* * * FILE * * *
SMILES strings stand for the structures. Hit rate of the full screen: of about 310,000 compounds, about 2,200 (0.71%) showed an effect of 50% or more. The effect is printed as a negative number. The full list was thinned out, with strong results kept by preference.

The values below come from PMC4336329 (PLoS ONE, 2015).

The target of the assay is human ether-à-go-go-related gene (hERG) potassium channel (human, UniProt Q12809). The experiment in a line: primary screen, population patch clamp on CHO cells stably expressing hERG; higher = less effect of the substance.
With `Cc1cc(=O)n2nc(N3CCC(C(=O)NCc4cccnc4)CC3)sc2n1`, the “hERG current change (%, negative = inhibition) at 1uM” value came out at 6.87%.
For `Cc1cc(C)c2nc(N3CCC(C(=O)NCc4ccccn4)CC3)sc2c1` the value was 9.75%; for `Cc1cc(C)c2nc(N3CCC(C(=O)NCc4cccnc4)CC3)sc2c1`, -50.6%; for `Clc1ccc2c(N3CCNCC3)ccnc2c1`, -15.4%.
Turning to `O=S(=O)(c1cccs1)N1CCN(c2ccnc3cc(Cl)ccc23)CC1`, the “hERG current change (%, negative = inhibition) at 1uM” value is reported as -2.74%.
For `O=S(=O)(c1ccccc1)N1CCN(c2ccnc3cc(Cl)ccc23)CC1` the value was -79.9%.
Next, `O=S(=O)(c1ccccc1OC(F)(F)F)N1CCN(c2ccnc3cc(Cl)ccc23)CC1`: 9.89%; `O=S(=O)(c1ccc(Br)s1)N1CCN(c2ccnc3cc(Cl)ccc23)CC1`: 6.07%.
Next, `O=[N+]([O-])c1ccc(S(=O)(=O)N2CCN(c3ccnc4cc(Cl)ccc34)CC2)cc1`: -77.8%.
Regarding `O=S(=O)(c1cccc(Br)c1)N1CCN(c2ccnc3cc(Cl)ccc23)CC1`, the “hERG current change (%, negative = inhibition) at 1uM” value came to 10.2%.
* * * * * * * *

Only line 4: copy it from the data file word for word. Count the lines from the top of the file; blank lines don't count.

With `Cc1cc(=O)n2nc(N3CCC(C(=O)NCc4cccnc4)CC3)sc2n1`, the “hERG current change (%, negative = inhibition) at 1uM” value came out at 6.87%.